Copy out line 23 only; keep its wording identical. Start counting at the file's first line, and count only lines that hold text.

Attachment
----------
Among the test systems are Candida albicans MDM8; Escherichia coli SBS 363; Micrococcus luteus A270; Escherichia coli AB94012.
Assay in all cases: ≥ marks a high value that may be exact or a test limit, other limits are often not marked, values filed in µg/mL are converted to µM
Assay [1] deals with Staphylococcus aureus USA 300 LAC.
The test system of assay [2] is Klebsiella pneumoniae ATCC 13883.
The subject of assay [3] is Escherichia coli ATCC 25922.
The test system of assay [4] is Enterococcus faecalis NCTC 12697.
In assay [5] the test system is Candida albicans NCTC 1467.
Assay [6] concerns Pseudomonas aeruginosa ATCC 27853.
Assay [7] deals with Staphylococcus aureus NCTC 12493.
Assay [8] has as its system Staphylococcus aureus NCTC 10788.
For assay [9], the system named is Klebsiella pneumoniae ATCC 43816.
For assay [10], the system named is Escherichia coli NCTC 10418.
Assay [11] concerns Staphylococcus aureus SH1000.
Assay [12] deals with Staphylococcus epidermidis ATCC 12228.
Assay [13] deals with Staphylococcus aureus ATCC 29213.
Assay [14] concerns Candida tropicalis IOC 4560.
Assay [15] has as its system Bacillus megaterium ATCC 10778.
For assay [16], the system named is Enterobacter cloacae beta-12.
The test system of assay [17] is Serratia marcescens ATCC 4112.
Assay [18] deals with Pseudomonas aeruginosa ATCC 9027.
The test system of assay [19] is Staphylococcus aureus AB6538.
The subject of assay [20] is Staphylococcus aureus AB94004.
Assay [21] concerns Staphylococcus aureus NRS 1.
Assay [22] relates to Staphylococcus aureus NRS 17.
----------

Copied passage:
Assay [21] concerns Staphylococcus aureus NRS 1.